I congratulate Dawn Butler on having secured this important and timely debate. She picked up on several themes that I will probably echo, but she also spoke about voices, focusing on Marcus Rashford and Raheem Sterling—people who have used their voices effectively. In my speech, I will concentrate on the voices of BAME workers in our health service.
At the very start of the pandemic, we had a debate in this Chamber about the emergency covid legislation. I vividly remember receiving a briefing from the Equalities and Human Rights Commission that spoke about how the pandemic might affect different groups of people differently. It is interesting to read and review that briefing with 2020 hindsight. When it spoke of BAME communities, it mentioned their employment opportunities, including the likelihood that young BAME people in particular would be working in unsecure employment in the gig economy and on zero-hours contracts. What it did not speak about was their health.
I think that the death toll has shocked us all. But it is not only the death toll, is it? As the hon. Member for Brent Central highlighted, BAME people are more likely to be hospitalised. If hospitalised, they are more likely to end up in intensive care units. And if in intensive care units, they will be there for longer. As we have learnt over the course of the pandemic, all those things have a significant impact on people’s wellbeing going forward because the longer that someone is in ICU, the longer it will take them to recover and to return to their home, their family and their employment.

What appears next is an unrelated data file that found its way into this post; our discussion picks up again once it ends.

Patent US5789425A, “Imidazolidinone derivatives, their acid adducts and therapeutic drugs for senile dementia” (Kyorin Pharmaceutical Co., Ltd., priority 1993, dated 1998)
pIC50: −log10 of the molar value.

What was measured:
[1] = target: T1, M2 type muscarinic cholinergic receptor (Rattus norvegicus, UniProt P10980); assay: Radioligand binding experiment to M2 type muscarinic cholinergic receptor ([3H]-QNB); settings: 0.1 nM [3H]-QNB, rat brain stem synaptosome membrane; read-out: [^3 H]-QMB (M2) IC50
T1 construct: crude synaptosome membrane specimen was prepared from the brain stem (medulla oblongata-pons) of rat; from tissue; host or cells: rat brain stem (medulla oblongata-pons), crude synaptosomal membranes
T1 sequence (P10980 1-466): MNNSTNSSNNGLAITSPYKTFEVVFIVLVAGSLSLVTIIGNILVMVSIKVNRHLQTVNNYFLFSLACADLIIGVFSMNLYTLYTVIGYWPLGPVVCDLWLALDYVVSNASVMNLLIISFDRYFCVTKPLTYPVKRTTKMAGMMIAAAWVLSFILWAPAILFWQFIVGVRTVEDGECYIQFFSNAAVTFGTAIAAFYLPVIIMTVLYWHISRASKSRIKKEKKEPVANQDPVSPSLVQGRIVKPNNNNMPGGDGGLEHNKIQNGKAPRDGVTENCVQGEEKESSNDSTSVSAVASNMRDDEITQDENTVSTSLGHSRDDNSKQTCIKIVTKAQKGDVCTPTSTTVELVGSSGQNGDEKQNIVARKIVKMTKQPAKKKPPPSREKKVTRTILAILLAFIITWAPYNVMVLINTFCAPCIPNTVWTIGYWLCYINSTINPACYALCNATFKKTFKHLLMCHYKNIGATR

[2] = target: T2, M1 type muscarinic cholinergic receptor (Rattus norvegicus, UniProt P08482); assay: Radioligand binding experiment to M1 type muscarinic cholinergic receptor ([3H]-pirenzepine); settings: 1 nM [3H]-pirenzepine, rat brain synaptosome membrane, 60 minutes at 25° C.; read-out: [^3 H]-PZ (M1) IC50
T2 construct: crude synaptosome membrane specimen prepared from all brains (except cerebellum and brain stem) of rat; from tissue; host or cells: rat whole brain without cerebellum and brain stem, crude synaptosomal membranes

At the start of the pandemic, the Women and Equalities Committee launched an inquiry into the unequal impact of covid. That has now split into three separate inquiries looking specifically at: the impact on disabled people and their access to services; the gendered impact of covid; and—the inquiry that we have launched within the last couple of weeks and on which we have already taken significant evidence—the impact on our BAME community. As I said to Committee members last week before we had the first evidence session, “If there is one thing you can rely on from the Women and Equalities Committee, it is that our inquiry will come up with recommendations for the Government to act.”
Yesterday we heard from Dr Chaand Nagpaul and Professor Kamlesh Khunti. I do not wish overly to paraphrase their evidence, but I only have six minutes so I really will have to. They both reiterated what can be found in the NHS England and NHS Improvement briefing on the disproportionate impact of covid—that BAME staff are over-represented in the lower grades of the NHS hierarchy, that there is not enough diversity in management structures, and that, as a direct result, BAME staff are worried to speak up when they do not have the right PPE. Those staff are not having their voices heard—or, worse, they are too scared to use their voices. That is Britain in 2020: BAME staff in the NHS are scared to speak up. We have to make sure immediately that channels are open for people to be able to do so, whether they work in the NHS or in other frontline roles such as bus drivers, retail workers and nursery assistants—the people without whom, to be blunt, our country would have ground to a halt over the course of the last 12 weeks.
The Committee heard from Professor Sir Michael Marmot, who did a review back in 2010. He refreshed his review in February this year—hard up against the start of the crisis.